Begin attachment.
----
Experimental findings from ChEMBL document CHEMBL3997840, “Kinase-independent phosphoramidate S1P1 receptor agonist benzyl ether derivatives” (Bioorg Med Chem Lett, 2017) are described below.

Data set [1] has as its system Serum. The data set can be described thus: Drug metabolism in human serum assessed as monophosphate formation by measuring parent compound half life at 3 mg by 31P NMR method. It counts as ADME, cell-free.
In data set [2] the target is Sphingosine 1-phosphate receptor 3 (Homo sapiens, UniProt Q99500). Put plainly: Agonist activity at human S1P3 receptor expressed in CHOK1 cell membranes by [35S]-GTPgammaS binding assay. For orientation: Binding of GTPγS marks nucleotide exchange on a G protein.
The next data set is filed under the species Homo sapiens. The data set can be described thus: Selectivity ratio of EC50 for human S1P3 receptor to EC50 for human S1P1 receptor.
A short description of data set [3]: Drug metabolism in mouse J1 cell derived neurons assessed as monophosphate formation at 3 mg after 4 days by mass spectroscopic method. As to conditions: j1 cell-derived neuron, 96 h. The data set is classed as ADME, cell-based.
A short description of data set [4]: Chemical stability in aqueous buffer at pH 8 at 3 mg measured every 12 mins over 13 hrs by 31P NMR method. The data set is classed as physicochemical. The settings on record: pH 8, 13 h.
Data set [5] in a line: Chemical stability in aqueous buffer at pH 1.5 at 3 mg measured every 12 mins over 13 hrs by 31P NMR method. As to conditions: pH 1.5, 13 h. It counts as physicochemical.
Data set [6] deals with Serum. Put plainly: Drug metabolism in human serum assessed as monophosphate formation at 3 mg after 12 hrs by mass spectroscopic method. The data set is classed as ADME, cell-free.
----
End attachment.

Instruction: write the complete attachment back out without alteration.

Experimental findings from ChEMBL document CHEMBL3997840, “Kinase-independent phosphoramidate S1P1 receptor agonist benzyl ether derivatives” (Bioorg Med Chem Lett, 2017) are described below.

Data set [1] has as its system Serum. The data set can be described thus: Drug metabolism in human serum assessed as monophosphate formation by measuring parent compound half life at 3 mg by 31P NMR method. It counts as ADME, cell-free.
In data set [2] the target is Sphingosine 1-phosphate receptor 3 (Homo sapiens, UniProt Q99500). Put plainly: Agonist activity at human S1P3 receptor expressed in CHOK1 cell membranes by [35S]-GTPgammaS binding assay. For orientation: Binding of GTPγS marks nucleotide exchange on a G protein.
The next data set is filed under the species Homo sapiens. The data set can be described thus: Selectivity ratio of EC50 for human S1P3 receptor to EC50 for human S1P1 receptor.
A short description of data set [3]: Drug metabolism in mouse J1 cell derived neurons assessed as monophosphate formation at 3 mg after 4 days by mass spectroscopic method. As to conditions: j1 cell-derived neuron, 96 h. The data set is classed as ADME, cell-based.
A short description of data set [4]: Chemical stability in aqueous buffer at pH 8 at 3 mg measured every 12 mins over 13 hrs by 31P NMR method. The data set is classed as physicochemical. The settings on record: pH 8, 13 h.
Data set [5] in a line: Chemical stability in aqueous buffer at pH 1.5 at 3 mg measured every 12 mins over 13 hrs by 31P NMR method. As to conditions: pH 1.5, 13 h. It counts as physicochemical.
Data set [6] deals with Serum. Put plainly: Drug metabolism in human serum assessed as monophosphate formation at 3 mg after 12 hrs by mass spectroscopic method. The data set is classed as ADME, cell-free.